function, and coordination. During the examination, the patient was calm with intermittent abnormal hand movement as described. Standard electrophysiological studies were performed bilaterally on the radial, ulnar, and median nerves5 with the child being under sedation using chloral hydrate. Our results were compared with normal values established for children.6 Antidromic sensory nerve conduction studies
showed absent responses from the median nerves bilaterally with normal radial and ulnar sensory responses and conduction velocities (Fig 1A,B). Orthodromic, segmental median motor nerve conduction studies showed bilateral markedly delayed distal motor terminal latencies and reduced thenar motor responses (Fig 1C,D). The forearm conduction velocities, including the medial antebrachial cutaneous nerve, were normal (not shown). The median nerve segmental motor studies from axilla to pronator teres were normal. The ulnar nerve motor conduction studies were normal (Fig 1E). Concentric needle electromyography was normal in the left deltoid, biceps, triceps, abductor pollicis previs, ﬁrst dorsal interosseus, and abductor digiti minimi muscles were normal. Recordings from the thenar and hypothenar muscles after median nerve stimulation at wrist and elbow (not shown) demonstrated bilateral median to ulnar anastomosis in the forearm (Martin-Garuber anastomosis), which is a normal variant.7,8 These results demonstrated evidence of severe entrapment of the right and left median nerves across the region of the carpal tunnel. Computed tomography of the brain and brachial plexus and ultrasonography of the wrists were all normal. Magnetic resonance imaging of the wrists showed evidence of CTS bilaterally with bowing of the ﬂexor retinaculum. Complete blood work, including complete blood count, renal function tests, liver function tests, and glucose and thyroid function tests, were all normal. Investigations to rule out secondary causes of CTS, including mucopolysaccharidosis, and genetic testing for hereditary neuropathy with liability to pressure palsy were negative.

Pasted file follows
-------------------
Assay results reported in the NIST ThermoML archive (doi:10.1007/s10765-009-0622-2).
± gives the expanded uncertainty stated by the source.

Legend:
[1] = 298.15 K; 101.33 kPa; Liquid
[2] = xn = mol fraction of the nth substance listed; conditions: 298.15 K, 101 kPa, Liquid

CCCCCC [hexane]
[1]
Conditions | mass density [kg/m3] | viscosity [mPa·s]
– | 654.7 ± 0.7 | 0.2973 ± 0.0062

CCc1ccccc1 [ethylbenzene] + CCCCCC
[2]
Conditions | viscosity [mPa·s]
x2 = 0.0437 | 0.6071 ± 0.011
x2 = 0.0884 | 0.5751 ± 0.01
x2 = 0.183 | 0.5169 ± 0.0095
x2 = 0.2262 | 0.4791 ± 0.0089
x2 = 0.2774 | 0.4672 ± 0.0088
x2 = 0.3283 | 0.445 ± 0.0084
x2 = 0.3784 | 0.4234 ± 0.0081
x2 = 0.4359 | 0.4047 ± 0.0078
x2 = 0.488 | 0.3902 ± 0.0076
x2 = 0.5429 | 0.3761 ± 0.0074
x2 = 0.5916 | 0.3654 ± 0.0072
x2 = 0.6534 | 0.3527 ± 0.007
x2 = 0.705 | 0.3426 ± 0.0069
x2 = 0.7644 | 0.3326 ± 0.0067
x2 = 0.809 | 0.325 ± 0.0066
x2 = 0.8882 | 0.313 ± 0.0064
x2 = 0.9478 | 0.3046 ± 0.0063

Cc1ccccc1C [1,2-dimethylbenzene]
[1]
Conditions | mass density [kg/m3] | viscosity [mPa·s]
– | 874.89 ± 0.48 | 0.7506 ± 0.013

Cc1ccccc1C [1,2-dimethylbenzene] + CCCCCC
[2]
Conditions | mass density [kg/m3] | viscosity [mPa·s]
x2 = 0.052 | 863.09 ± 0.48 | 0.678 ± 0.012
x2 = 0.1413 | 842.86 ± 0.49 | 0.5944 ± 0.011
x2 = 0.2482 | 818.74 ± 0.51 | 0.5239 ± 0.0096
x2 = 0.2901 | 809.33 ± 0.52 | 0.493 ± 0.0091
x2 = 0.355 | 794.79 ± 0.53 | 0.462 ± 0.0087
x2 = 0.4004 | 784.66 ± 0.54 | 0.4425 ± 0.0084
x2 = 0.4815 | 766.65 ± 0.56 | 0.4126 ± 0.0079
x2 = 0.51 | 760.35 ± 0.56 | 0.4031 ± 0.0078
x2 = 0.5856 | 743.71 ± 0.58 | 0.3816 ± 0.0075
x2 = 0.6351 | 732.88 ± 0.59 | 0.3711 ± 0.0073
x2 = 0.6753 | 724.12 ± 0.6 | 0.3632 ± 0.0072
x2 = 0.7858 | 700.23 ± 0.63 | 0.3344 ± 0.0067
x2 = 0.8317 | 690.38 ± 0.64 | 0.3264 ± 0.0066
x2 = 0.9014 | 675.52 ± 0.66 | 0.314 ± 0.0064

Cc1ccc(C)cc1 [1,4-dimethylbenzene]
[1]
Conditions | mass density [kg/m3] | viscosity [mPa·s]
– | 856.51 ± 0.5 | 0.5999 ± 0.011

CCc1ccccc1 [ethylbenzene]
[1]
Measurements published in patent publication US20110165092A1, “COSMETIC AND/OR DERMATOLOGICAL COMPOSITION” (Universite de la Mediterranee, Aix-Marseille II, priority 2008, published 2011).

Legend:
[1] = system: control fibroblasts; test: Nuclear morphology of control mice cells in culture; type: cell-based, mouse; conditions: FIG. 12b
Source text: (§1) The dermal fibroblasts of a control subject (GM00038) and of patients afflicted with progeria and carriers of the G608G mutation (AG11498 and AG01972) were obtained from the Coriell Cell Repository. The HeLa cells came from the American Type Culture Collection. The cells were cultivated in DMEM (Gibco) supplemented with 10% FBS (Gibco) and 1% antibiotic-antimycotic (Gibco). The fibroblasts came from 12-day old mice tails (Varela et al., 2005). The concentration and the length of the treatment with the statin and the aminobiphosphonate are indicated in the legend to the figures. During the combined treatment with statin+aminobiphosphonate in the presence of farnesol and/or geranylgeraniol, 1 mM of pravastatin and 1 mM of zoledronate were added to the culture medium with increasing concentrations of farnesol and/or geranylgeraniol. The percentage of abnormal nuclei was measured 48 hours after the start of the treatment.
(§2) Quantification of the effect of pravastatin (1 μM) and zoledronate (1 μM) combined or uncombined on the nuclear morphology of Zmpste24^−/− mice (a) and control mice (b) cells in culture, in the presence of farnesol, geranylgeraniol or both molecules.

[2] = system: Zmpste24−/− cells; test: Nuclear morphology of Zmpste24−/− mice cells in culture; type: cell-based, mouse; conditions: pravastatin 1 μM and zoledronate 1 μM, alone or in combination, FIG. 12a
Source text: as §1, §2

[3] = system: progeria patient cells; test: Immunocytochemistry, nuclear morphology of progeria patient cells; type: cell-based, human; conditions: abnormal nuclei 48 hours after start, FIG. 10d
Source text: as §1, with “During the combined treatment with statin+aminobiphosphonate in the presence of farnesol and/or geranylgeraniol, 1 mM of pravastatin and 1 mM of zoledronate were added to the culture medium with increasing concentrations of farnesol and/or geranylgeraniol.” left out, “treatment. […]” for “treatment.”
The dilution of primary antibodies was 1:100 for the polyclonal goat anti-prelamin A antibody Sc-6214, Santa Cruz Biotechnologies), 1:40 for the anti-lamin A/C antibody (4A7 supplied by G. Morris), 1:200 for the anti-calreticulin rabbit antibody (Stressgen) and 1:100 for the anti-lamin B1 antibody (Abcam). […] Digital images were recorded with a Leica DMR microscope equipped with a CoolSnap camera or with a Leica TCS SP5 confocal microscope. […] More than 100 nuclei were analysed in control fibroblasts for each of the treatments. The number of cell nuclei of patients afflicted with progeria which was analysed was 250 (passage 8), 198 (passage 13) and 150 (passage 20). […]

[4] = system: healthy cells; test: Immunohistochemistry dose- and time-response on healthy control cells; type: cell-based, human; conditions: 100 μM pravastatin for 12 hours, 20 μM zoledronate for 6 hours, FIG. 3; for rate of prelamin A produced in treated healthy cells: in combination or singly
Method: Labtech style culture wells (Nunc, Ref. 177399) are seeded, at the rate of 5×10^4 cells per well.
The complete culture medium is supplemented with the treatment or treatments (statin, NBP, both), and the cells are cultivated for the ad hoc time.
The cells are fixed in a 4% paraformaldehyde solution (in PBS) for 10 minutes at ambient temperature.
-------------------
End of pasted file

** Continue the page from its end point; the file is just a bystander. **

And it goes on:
FIGURE 3. Causes of CTS in childhood. CTS ¼ carpal tunnel syndrome; HNPP ¼ hereditary neuropathy with liability to pressure palsies; NTOM ¼ nerve territoryoriented macrodactyly.
H. Algahtani et al. / Pediatric Neurology xxx (2014) 1e4